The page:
Recently, the Food Network put out a list of 50+ Classic Thanksgiving Side Dish Recipes from Food Network chefs. This blog post narrows down the top 5 dishes included on that list. It also provides the recipes to go along with each warm, delicious selection. If you’re looking to try something new this Thanksgiving dinner, try some of the recipes below. Enjoy reading. And Happy Thanksgiving!
Here are the Top 5 Classic Thanksgiving Side Dish Recipes:
#5: Mashed Potatoes with Roasted Garlic and Mascarpone Cheese
3 pounds Idaho potatoes, peeled and cut into large dice
1 1/2 cups whole milk
6 cloves roasted garlic cloves, pureed
1/2 stick unsalted butter
8 ounces mascarpone cheese
Freshly ground black pepper
Place potatoes in a large saucepan, add cold water just to cover and 1 tablespoon of salt. Bring to a boil over high heat and cook until tender. Drain well and run through a food mill set over a large bowl.
While the potatoes are cooking, combine the milk, garlic puree and butter in a small saucepan and bring to a simmer over low heat. Stir the milk mixture into the potatoes until combined. Fold in the mascarpone and season well with salt and pepper. Keep warm over in a bain marie or double boiler until serving.
Recipe courtesy of Bobby Flay
#4: Brussels Sprouts with Bacon
salty, crispy bacon makes everything better, especially these brussels sprouts served warm as a holiday side dish.
3 pounds medium Brussels sprouts
2 tablespoons vegetable oil
8 thick slices bacon (about 8 ounces), cut crosswise into 1/2-inch strips
2 teaspoons apple cider vinegar
1/2 teaspoon kosher salt, plus more as needed
Freshly ground black pepper
Bring a large pot of water to a boil and salt it generously. Trim the bottom end of the Brussels sprouts, leaving the core intact, and pull off the outer dark leaves. Halve through the core. Add the Brussels sprouts and cook, uncovered, until tender, about 6 minutes. Drain and rinse under cold running water. (This can be done a day ahead.)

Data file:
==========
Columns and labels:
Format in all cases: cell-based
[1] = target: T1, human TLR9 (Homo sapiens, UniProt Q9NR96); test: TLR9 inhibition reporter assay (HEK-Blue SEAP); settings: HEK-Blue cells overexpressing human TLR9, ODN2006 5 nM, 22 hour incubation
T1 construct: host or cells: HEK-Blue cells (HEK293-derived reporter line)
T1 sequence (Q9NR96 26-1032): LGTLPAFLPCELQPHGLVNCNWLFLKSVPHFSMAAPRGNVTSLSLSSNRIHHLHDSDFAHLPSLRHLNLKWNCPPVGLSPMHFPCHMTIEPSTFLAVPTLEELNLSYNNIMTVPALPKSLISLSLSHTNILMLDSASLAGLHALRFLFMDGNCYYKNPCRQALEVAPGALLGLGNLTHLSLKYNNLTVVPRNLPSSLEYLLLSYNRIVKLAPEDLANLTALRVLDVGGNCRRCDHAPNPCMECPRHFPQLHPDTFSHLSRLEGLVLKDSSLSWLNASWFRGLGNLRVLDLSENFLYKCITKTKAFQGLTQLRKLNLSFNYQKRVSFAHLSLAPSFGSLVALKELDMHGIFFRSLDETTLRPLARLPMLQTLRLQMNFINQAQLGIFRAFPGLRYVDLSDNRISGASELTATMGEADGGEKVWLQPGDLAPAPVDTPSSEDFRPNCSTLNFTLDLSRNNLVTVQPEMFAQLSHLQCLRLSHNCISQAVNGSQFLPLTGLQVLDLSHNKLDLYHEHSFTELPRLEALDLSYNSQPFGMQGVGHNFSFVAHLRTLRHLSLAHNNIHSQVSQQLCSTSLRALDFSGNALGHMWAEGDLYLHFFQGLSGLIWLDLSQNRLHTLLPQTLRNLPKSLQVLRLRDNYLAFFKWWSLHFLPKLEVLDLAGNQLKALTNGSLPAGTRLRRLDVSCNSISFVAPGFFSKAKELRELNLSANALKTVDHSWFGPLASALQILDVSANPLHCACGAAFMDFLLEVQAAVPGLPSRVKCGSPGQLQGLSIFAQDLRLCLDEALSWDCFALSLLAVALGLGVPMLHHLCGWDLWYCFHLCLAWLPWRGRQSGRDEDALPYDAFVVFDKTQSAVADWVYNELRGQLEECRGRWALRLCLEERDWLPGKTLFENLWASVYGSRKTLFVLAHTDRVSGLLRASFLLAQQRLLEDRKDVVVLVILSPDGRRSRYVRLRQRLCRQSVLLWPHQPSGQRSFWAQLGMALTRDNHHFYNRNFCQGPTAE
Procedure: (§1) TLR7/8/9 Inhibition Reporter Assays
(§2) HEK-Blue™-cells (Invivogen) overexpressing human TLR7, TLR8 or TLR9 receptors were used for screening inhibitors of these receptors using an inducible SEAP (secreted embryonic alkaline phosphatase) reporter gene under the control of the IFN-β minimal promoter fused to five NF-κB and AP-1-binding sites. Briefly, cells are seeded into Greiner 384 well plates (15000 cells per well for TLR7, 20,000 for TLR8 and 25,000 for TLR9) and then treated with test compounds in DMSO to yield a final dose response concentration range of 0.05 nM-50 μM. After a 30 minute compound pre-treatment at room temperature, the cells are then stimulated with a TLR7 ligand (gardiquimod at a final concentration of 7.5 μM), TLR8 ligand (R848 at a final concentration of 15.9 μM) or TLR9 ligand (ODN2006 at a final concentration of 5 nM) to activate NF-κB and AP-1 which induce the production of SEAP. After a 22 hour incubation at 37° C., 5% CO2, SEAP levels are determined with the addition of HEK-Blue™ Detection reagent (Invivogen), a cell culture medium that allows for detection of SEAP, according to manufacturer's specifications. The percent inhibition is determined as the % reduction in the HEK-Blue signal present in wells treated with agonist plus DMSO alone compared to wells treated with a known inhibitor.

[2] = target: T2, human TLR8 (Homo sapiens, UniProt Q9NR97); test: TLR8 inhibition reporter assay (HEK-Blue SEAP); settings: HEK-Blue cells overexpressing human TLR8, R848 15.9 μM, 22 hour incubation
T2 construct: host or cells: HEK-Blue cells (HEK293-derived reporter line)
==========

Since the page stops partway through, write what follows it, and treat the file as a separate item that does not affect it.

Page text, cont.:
Meanwhile, put the oil and bacon in a very large skillet or stewpot, and cook over medium heat, stirring occasionally, until the bacon is crispy. Remove the bacon with a slotted spoon and set aside. Increase the heat to medium-high, add the Brussels sprouts and cook, stirring occasionally, until they brown and the edges get crisp, about 10 minutes. Stir in the vinegar, salt, pepper, and bacon. Serve warm.
#3: Lemon-Maple Squash
Maple syrup and lemon juice add surprising, sweet flavor to roasted butternut squash.
Slice 4 pounds butternut or calabaza squash into thick wedges and remove the seeds. Place cut-side up in a baking dish. Combine 1/3 cup maple syrup, 1/3 cup water, the zest and juice of 1 lemon, 1/2 teaspoon red pepper flakes, and a pinch each of salt and pepper; pour over the squash and dot with 4 tablespoons butter. Bake 20 minutes at 350, then flip the squash and bake until caramelized and tender, 25 more minutes, basting halfway through.
#2: Soul Sweet ‘Taters
Ree Drummond makes sweet potatoes as much a part of her Thanksgiving as the turkey. Her secret weapon in this recipe: dark brown sugar.